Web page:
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Review of Racism and God-Talk: A Latino/a Perspective (NYU Press, 2008)

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Review of Racism and God-Talk: A Latino/a Perspective (NYU Press, 2008)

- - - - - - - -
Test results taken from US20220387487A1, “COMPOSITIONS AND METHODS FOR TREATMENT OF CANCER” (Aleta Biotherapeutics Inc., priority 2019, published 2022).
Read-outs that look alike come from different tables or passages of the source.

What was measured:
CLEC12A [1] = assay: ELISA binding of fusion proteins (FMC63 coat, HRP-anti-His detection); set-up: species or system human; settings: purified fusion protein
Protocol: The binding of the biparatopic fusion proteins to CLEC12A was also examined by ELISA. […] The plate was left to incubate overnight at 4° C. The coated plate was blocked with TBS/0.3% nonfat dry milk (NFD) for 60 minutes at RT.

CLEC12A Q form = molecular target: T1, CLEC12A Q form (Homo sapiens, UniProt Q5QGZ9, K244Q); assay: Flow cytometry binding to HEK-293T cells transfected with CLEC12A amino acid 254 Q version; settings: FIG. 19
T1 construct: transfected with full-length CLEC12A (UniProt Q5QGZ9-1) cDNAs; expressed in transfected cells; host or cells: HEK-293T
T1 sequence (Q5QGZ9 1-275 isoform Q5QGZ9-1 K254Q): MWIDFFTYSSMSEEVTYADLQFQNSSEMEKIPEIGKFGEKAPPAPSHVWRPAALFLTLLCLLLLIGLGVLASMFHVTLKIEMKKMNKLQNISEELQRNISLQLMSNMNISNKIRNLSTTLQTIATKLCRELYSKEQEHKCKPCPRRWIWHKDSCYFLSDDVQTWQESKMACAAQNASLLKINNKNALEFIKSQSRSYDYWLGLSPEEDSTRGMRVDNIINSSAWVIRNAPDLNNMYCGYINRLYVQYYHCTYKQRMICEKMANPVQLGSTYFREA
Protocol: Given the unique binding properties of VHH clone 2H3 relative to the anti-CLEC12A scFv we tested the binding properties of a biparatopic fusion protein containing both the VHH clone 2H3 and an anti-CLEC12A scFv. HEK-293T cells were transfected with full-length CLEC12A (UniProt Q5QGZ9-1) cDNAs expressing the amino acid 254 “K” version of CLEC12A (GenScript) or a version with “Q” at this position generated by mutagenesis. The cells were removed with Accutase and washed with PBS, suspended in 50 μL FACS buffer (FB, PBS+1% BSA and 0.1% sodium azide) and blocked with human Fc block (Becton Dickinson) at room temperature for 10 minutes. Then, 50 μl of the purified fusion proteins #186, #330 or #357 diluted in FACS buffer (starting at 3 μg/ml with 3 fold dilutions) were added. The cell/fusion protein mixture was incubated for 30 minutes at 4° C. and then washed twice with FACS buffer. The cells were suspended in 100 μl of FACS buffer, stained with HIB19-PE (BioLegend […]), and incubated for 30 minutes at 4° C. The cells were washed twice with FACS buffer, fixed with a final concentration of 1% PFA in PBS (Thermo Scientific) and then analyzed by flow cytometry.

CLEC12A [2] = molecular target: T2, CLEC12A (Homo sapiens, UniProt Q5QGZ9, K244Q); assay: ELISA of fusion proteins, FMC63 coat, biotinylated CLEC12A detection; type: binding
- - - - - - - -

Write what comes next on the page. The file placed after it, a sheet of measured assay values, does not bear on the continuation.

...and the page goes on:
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  more than a highly developed set of skills and competencies, but a deeplyingrained and internalized ethic of hybridization — among the various, andseeming disparate, cultural, linguistic, intellectual, and spiritual modes of expression that he deployed.In a similar vein,  Your Spirits Walk Beside Us  demands that its readerssuspend the a priori assumption that there is indeed an internal cohesionand unity that circumscribes many dimensions of black religion and black politics. Even when students concede the heterogeneity of black religiouslife, they often invoke the equally problematic corollary assumption thatit must be a relatively recent phenomenon. Savage also debunks that fall-back position by highlighting the one constancy in black religious andpolitical life — i.e., that serious debates and tensions have proceededunabated since the early days of systematic inquiry into black religion.  American Prophecy  contains a particularly crucial lesson for students,namely that canonical works do not possess the trans-historical andimmutable truths that are often attributed to them. Indeed, on some of the more fundamental questions of social and political life, like racialdomination and redemption, it is not the canon, but the (prophetic)voices of the marginalized and wherein lies the greatest potential fornew paradigms of political thought, more inclusive modes of socialorganization, and democratic renewal.  Racism and God-Talk: A Latino/a Perspective . By Rube´n RosarioRodrı´guez. New York, NY: New York University Press, 2008. ix 1 297 pp. $75.00 Cloth, $24.00 Paper doi:10.1017/S1755048309990551 John Francis Burke University of St. Thomas Any text that suggests that John Calvin is a liberation theologian deservesa closer look. In  Racism and God-Talk  , Rube´n Rodrı´guez seeks to offer a mestizo  theology, out of the Presbyterian perspective, that is consonantwith critical race theories such as that of Cornel West, yet moves theUnited States Latino articulation of   mestizo  theology beyond an essenti-alist cultural identity to being “a transcultural paradigm for resistingracism” (70). Book Reviews 195   Mestizaje  historically is the mixing of African, European, and indigen-ous peoples in the conquest of the Americas, but in contemporary Latinoand Latin-American cultural deliberations it has come to mean a mutualmixing of cultures which does not culminate in assimilation. As much ashe acknowledges the groundbreaking work of Virgil Elizondo, Rodrı´guezcontends that Elizondo’s genetic rendering of   mestizaje  cannot effectgenuine transcultural relations. Instead, Rodrı´guez is drawn moreto Ada Maria Isasi-Dı´az’s articulation of the “‘kin-dom’” (219) of Godand Luis Pedraja’s notion of dialogic encounter. Through Isasi-Dı´azand Pedraja, Rodrı´guez seeks to advance a nonessentialist interchangethat affirms the diversity among interlocutors, yet draws upon commonground to realize relationships that are more inclusive. In addition, heaccents that  mestizaje , historically forged in the crucible of colonialismand neocolonialism, is more is intrinsically committed to empoweringthe marginalized, in contrast to the notion of hybridity.In the second part of his text, Rodrı´guez provides topical applicationsof his  mestizo  theology. First, in Calvin’s case, Rodrı´guez provocativelycontends that Calvin’s emphasis on prophetic preaching, care for thepoor and sick, suffering for the sake of righteousness, and the responsi-bility of magistrates to “secure a certain measure of social justice inhuman transactions” (125) is consonant with liberation theology’sfocus on empowering the poor and the powerless. Second, continuinghis iconoclastic analysis, as much as Latino Protestant spiritualities areleery of popular religiosity, Rodrı´guez contends that the appearance of Guadalupe at Tepeyac in 1531 is a Christological event — the “theologyof the Word” (170) in a new cultural context. Put otherwise, popularreligion provides “voice to religious experiences not yet articulated indoctrine” (156).Third, in terms of a  mestizo  Christ, in addition to H. Richard Niebuhr’sfive paradigms  vis-a`-vis  Christ’s relationship to cultures, Rodrı´guez  via Pedraja accents “Christ through culture” (204), eliciting how Christ isrealized in different cultures yet manifests a new way of living togetheras opposed to “exclusionary practices” (209). Fourth, Rodrı´guez articu-lates pneumatology through Isasi-Dı´az’s “praxis of solidarity” (225) inwhich the oppressed and oppressors converse on how to transformoppressive structures so that all parties are liberated. This new “commu-nity of faith” (224) initiated at Pentecost entails (1) that one can findthe Spirit apart from traditional church structures and (2) the Spirit isnot consigned to a privatized state as in North American spirituality.Finally, Rodrı´guez concludes that  mestizo  theology’s emphasis upon 196 Book Reviews  inclusion, reconciliation, and justice suggests a 21st.-century ecclesiologythat is ecumenical and non-hierarchical in character, as manifestedin the extensive interchanges between Latino Catholic and Protestanttheologians.Clearly, this text is directed at scholars and practitioners of liberationtheology, not political scientists interested in the practical political impli-cations of United States Latino spirituality — there are no concrete casestudies as in Catherine Wilson’s  The Politics of Latino Faith  and Gasto´nEspinosa’s  Latino Religions and Civic Activism in the United States .Rodrı´guez’s liberation rendering of Calvin though does provide an eye-opening contrast to the conventional rendering of the Calvinist legacy,especially in American political thought.However, Rodrı´guez’s recasting of   mestizaje  as a paradigm of inclusion, reconciliation, and justice is much more problematic. WithinUnited States Latino theology, there has been a growing resistance tousing racial discourse to realize liberation, preferring instead to focuson overcoming class disparities. Unfortunately, Rodrı´guez never respondsto this argument.In turn, Rodrı´guez wants to shift  mestizaje  from being a basis forLatino cultural identity to instead being a normative and experiential fra-mework that can transform structures of domination and realize inclusive,egalitarian communities. Yet, even he at times accents “Latino(a)” or“Hispanic” as “an act of political solidarity” (221). Rodrı´guez’s delibera-tions retain the tendency in Latino studies — as far back as GloriaAnzaldu´a’s  Borderlands  — to privilege the Latino (or in Anzaldu´a’scase, the Latina) standpoint and to reify the oppressor. The same goesfor Rodrı´guez’s rather Christian confessional rendering of bothGuadalupe and ecumenism — the status of non-Christians in themixing remains unclear.Rodrı´guez does not show sufficiently how  mestizaje  can move beyondthe language of   resistance  to domination to a discourse of mutual egali-tarian relations between diverse peoples. In this regard, JacquesAudinet’s lateral rendering of   mestizaje  in  The Human Face of Globalization  still offers more conceptual promise. Overall, Rodrı´guezwould benefit from a conversation with social scientists (and  vice-versa ) on how to move beyond  prophetic  witness to transforming  politi-cal  structures and processes. That being said, Rodrı´guez’s volume is avital contribution, not only to liberation theology, but also to thegrowing discourse on how to realize a transcultural and transnationalcivil society. Book Reviews 197